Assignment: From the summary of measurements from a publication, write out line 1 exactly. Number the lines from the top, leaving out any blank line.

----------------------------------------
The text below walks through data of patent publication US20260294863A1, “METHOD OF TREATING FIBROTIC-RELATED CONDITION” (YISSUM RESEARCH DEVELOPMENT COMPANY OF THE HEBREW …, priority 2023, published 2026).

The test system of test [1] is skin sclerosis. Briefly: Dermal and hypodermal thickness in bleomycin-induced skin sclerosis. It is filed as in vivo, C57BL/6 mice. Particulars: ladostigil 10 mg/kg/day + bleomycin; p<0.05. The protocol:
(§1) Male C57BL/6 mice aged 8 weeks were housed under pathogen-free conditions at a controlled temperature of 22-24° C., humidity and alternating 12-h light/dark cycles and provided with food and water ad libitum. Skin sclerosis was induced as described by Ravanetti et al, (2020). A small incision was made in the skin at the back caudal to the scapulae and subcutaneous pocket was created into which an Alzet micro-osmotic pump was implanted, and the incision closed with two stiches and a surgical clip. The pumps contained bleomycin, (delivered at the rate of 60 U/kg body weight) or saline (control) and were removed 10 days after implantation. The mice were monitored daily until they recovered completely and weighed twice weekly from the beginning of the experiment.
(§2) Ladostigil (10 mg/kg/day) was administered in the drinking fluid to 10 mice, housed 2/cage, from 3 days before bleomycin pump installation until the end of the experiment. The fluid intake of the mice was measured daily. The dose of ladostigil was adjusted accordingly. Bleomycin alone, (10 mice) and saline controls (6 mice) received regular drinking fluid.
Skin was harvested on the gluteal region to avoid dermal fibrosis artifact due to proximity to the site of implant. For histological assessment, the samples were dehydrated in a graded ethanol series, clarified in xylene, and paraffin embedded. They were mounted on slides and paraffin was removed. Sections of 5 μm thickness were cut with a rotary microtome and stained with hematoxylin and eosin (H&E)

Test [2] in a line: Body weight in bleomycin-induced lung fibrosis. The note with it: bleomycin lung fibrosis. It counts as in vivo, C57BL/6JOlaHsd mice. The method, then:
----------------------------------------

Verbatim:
The text below walks through data of patent publication US20260294863A1, “METHOD OF TREATING FIBROTIC-RELATED CONDITION” (YISSUM RESEARCH DEVELOPMENT COMPANY OF THE HEBREW …, priority 2023, published 2026).